If you ignore the chemical signals, your artificial neuron won’t give the same response as a biological neuron would. And if you don’t produce chemical signals, your artificial neuron won’t evoke the same response from other biological neurons as a biological neuron would. May still be close enough for some applications, though.
I don’t see any issue with ignoring the inter-cellular biochemical, as long as you are not replacing large volumes of brain. And I think a lot of that is to insure the neurons are firing in a bounded range of frequency…mostly to protect the neurons. If they fire too infrequently they die (response to lack of need making room for connections for other neurons. this mostly happens early in life, perhaps also in depression), if they fire too frequently they die as well (more of a mechanical limit). This silicon stuff is probably much tougher, and won’t be self-destructing either way. There may be other roles for these chemicals, but these are not quick acting things.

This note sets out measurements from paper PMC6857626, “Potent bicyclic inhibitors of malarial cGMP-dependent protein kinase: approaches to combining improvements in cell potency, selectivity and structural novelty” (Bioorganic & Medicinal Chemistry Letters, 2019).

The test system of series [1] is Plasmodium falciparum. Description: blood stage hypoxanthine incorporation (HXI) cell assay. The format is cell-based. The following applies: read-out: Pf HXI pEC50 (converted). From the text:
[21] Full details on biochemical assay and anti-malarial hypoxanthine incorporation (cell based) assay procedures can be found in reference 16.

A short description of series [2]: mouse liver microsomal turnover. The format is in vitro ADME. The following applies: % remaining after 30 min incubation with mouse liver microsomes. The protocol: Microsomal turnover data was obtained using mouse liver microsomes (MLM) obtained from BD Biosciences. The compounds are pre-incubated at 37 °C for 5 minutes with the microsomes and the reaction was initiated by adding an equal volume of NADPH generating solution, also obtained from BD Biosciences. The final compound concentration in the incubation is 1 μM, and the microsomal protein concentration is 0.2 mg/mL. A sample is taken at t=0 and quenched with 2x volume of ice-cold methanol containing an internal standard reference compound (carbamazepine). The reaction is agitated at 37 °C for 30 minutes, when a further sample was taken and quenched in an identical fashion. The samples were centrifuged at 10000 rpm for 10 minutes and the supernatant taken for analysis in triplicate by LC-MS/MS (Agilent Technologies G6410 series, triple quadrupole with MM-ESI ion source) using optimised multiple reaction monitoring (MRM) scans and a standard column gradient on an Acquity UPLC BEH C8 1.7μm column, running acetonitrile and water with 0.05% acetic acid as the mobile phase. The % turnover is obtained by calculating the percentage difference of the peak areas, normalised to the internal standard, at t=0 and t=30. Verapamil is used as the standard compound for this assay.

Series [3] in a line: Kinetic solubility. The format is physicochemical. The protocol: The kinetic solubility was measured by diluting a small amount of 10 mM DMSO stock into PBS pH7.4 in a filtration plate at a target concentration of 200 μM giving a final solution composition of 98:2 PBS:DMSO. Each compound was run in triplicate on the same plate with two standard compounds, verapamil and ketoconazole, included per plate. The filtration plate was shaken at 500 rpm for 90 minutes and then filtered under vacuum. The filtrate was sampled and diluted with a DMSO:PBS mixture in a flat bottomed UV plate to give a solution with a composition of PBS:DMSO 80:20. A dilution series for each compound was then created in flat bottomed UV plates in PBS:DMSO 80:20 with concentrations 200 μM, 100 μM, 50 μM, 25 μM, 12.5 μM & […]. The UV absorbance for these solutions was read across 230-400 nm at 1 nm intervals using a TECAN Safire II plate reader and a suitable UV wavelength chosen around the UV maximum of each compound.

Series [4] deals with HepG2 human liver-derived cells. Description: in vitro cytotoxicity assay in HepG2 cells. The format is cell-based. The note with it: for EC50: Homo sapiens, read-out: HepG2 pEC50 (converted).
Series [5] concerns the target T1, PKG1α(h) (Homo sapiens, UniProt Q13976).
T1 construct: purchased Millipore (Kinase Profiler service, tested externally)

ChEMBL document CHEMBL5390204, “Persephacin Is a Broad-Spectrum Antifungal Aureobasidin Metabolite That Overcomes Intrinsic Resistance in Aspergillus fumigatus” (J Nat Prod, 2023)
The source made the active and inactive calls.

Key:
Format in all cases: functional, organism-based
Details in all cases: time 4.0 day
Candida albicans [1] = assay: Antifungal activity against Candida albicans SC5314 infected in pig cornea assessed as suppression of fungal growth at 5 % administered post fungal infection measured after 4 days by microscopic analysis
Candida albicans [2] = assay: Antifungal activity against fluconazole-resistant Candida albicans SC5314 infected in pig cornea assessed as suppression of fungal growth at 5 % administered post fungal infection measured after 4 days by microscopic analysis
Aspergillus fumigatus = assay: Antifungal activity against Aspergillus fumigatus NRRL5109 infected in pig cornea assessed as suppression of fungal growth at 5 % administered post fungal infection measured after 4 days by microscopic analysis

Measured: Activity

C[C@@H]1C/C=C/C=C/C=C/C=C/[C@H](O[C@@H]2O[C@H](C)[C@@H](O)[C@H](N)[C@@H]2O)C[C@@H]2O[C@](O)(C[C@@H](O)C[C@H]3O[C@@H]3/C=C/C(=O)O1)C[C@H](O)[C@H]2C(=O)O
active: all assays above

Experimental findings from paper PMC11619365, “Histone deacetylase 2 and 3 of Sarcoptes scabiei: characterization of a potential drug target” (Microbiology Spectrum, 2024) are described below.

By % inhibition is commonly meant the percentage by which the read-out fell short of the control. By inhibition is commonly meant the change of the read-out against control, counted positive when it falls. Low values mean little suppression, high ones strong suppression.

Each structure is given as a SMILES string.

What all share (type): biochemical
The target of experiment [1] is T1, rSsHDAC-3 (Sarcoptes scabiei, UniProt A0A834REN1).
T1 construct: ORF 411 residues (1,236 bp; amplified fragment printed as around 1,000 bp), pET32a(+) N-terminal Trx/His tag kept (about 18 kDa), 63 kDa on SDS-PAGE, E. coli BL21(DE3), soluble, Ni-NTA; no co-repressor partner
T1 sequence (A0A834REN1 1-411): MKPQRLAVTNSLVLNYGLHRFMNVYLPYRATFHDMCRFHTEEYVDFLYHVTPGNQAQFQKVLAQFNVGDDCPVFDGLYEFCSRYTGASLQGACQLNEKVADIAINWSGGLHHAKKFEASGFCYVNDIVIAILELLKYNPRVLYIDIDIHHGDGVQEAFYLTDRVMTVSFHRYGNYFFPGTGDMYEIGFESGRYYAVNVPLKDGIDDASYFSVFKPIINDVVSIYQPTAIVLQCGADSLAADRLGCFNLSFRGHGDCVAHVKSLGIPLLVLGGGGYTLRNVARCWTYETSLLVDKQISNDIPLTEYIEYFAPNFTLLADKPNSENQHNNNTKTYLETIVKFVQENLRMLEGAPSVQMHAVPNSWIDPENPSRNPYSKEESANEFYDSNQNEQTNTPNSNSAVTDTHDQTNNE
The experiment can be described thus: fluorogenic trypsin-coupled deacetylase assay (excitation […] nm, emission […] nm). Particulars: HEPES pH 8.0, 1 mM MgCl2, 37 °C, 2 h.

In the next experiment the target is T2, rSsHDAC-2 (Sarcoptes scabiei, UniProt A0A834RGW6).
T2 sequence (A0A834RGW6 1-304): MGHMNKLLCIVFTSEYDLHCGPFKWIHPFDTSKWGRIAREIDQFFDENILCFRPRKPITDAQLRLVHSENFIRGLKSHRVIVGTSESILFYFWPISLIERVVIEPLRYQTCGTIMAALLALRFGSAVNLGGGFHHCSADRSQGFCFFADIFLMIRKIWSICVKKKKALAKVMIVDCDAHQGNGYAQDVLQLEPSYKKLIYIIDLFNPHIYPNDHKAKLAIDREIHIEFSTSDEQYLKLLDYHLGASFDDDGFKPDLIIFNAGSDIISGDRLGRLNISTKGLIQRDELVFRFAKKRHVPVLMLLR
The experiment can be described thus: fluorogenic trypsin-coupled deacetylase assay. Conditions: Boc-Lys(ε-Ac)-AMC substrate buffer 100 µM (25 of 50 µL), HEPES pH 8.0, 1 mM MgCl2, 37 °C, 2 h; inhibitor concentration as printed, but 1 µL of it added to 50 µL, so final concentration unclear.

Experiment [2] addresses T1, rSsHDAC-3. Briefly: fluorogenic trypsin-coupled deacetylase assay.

82% of the brain in humans is cortex, so it should be on the lower end of your estimate or below.
I found a citation of between 0.3hz to 1.8hz average firing rate for the brain.
So maybe around 19W to 105W for a full brain emulation.
Oh – and the paper mentions that this design is “not optimized for low power consumption”…
I dug into the references a bit. The 140nW number (actually 139nW) is for neurons firing at 240hz – apparently a rate relevant to respiratory neurons.
And apparently nearly all of the energy was expended in the firing spikes, implying very low idle power per neuron.
If we use Mindbreaker’s cited 0.16 firings per second for cortical neurons, that’d be about 9.3W for continuous 100B neuron emulation.
I would guess some parts of the brain fire a lot more frequently, but still, it’s a lot closer to natural neuron efficiency than it might seem at first.
Not stated above, but impressive – the linked paper states that the energy used for these analogue electronic neurons is about 1 billion times lower than an equivalent digital implementation of a neuron.
Makes me think we may be on the verge of moving into a new wave of analog electronics.
Your calculation is for continuous firing of all neurons. You are ignoring that at any given moment, only a small fraction of neurons are doing anything. “…the average cortical neuron fires around 0.16 times per second.” https://aiimpacts.org/rate-of-neuron-firing/